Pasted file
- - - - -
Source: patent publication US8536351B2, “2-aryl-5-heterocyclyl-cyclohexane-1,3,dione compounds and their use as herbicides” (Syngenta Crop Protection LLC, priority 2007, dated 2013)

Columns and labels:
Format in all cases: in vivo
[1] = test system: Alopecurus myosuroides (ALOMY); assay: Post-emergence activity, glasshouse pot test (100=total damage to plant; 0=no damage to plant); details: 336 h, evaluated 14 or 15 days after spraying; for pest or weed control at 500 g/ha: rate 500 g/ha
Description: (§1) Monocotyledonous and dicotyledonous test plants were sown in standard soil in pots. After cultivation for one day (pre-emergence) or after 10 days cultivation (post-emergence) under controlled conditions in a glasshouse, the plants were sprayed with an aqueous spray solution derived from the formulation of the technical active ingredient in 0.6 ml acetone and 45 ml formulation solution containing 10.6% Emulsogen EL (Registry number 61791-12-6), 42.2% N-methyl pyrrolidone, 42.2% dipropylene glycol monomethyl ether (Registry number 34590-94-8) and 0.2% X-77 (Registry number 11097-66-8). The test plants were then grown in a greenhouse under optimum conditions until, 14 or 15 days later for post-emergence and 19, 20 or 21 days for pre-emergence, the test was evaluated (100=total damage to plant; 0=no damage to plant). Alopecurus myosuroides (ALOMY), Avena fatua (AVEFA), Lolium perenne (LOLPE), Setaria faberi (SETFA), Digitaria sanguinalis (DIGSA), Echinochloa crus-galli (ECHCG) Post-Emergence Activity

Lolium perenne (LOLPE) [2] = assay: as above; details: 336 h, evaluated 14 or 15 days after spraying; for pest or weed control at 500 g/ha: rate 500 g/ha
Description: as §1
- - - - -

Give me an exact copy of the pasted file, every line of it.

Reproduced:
Source: patent publication US8536351B2, “2-aryl-5-heterocyclyl-cyclohexane-1,3,dione compounds and their use as herbicides” (Syngenta Crop Protection LLC, priority 2007, dated 2013)

Columns and labels:
Format in all cases: in vivo
[1] = test system: Alopecurus myosuroides (ALOMY); assay: Post-emergence activity, glasshouse pot test (100=total damage to plant; 0=no damage to plant); details: 336 h, evaluated 14 or 15 days after spraying; for pest or weed control at 500 g/ha: rate 500 g/ha
Description: (§1) Monocotyledonous and dicotyledonous test plants were sown in standard soil in pots. After cultivation for one day (pre-emergence) or after 10 days cultivation (post-emergence) under controlled conditions in a glasshouse, the plants were sprayed with an aqueous spray solution derived from the formulation of the technical active ingredient in 0.6 ml acetone and 45 ml formulation solution containing 10.6% Emulsogen EL (Registry number 61791-12-6), 42.2% N-methyl pyrrolidone, 42.2% dipropylene glycol monomethyl ether (Registry number 34590-94-8) and 0.2% X-77 (Registry number 11097-66-8). The test plants were then grown in a greenhouse under optimum conditions until, 14 or 15 days later for post-emergence and 19, 20 or 21 days for pre-emergence, the test was evaluated (100=total damage to plant; 0=no damage to plant). Alopecurus myosuroides (ALOMY), Avena fatua (AVEFA), Lolium perenne (LOLPE), Setaria faberi (SETFA), Digitaria sanguinalis (DIGSA), Echinochloa crus-galli (ECHCG) Post-Emergence Activity

Lolium perenne (LOLPE) [2] = assay: as above; details: 336 h, evaluated 14 or 15 days after spraying; for pest or weed control at 500 g/ha: rate 500 g/ha
Description: as §1